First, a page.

');} ');} ');} ');} ');} ');} ');} ');} ');} ');} ');} ');} ');} ');} ');} ');}

Dont get screwed by big mutual funds


I was reading my favorite weekly football column called TMQ and he did a blurb about mutual funds that hit the nail right on the head:

Suppose the General Manager of the Miami Dolphins Awarded Himself the Same Bonus as the General Manager of the New England Patriots: Last week, this story appeared buried inside the business pages of The Washington Post. Why wasn’t the story on Page 1? The Post reports that the blue-blooded five, Wall Street’s five top investment banking houses, awarded their management $39 billion in bonuses for 2007 — a period when those firms combined to earn investors about $11 billion in profits. Merrill Lynch lost $8 billion in 2007, Morgan Stanley $3 billion and Bear Stearns $230 million, yet the executives of these companies were showered with billions of dollars in bonuses. Otherwise, they would refuse to do any work! Which, apparently, would be in shareholders’ interest. Merrill Lynch and Morgan Stanley could have done better by their shareholders in 2007 by simply purchasing Treasury bills; a software program designed to make simple conservative investment decisions about market-following mutual funds would have performed better in 2007 than the top management of most investment banking houses. And the software program would not have paid itself billions of dollars in bonuses for screwing up! (TMQ owns no stock in any of the mentioned firms.)

It’s one thing when profitable firms shower money on their CEOs and other top brass; often the amounts are indecent, but as long as shareholders come out ahead, the executives have at least some justification for their windfalls. But in the modern milieu of corporate kleptocracy, even when the company does terribly and the CEO makes decisions that blow up in the firm’s face, the CEO awards himself hundreds of millions of dollars, anyway. Why is this not seen as white-collar crime?

Last week’s buried Post story included this priceless quote: “‘To many people, [the bonuses] will be shocking and questionable,’ said Jeanne Branthover, managing director of Boyden Global Executive Search. ‘People in New York in the world of investment banking will understand it. It’s critical that pay is still there or you’re going to lose really good people.'” Beyond that executive headhunter firms such as Boyden have a self-interest in running up CEO pay — this can increase the search firms’ headhunting commissions — consider the reasoning: OMG, we can’t lose the really good people who cost our shareholders billions of dollars with dim-witted decisions! The notion that top corporate managers must be paid fantastic amounts because they possess incredible, astonishing expertise often is used to justify CEO pay, even when the managers who claim the incredible, astonishing expertise make foolish decisions. “We’ll put billions of dollars of money entrusted to our care into subprime gimmick mortgages backed by no documentation of income; my incredible, astonishing expertise tells me this is totally safe!”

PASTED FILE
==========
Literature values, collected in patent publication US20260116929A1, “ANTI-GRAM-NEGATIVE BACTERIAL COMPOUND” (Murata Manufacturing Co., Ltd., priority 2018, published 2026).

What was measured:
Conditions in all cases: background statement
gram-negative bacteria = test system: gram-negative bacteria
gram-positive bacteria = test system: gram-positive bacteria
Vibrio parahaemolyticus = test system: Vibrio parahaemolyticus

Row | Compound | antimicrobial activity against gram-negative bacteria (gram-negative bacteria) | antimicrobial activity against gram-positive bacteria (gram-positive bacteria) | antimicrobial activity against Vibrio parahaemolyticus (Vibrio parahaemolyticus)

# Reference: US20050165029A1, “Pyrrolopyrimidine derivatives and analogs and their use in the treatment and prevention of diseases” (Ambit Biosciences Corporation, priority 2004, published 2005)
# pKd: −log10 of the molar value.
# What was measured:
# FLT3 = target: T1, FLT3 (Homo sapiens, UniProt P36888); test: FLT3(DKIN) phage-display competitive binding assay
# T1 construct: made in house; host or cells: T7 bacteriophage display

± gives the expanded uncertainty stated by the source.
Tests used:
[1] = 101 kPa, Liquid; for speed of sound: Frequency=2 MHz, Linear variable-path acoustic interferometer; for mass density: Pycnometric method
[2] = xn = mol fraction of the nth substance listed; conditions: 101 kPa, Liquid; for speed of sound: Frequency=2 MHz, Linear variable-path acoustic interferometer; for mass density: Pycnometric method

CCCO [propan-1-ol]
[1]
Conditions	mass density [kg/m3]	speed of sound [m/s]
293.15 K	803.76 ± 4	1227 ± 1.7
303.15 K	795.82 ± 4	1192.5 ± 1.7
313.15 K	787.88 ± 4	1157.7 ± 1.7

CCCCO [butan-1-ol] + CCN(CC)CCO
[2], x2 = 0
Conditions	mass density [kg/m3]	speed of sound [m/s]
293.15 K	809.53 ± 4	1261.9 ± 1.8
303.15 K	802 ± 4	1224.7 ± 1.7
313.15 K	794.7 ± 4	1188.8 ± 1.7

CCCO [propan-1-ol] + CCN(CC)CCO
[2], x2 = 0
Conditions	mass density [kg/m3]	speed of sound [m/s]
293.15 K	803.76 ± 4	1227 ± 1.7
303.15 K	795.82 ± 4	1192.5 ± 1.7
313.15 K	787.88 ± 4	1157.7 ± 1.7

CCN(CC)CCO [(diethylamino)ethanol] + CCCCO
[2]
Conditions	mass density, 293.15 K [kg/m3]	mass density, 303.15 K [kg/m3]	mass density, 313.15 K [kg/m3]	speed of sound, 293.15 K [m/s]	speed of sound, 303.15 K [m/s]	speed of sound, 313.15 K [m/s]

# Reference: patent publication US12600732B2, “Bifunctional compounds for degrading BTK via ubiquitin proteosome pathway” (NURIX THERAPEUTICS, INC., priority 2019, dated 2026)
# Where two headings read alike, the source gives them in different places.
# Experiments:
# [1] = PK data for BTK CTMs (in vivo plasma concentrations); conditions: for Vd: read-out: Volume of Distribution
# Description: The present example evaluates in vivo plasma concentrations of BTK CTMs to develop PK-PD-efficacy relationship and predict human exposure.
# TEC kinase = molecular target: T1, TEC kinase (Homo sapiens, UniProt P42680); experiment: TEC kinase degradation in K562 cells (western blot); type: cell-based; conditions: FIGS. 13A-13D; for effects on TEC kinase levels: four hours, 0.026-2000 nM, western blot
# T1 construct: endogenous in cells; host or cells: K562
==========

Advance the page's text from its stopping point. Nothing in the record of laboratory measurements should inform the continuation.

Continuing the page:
Today the market fell sharply, while Wall Street executive bonuses rose in futures trading.
If corporate managers who screwed up received $5.85 an hour, the federal minimum wage, for the year in which they screwed up — that is, if their wallets were at risk when they perform poorly — then they might fairly argue for huge bonuses when they perform well. But there is no evidence that the people who made the big investment calls on Wall Street last year (except at Goldman Sachs, which avoided the subprime mess) are any better at what they do than people chosen at random off a Brooklyn street. You bet “people in New York in the world of investment banking” will understand huge executive bonuses paid in the same year as huge losses. What’s happening is basically a hustle, intended to enrich the executives while separating the investors from their cash. “People in New York in the world of investment banking” understand that, all right!

Pretty unbelievable… but then again I have been railing against actively managed mutual funds for quite a while.  They are making much more money on you than most people realize.

Leave a Reply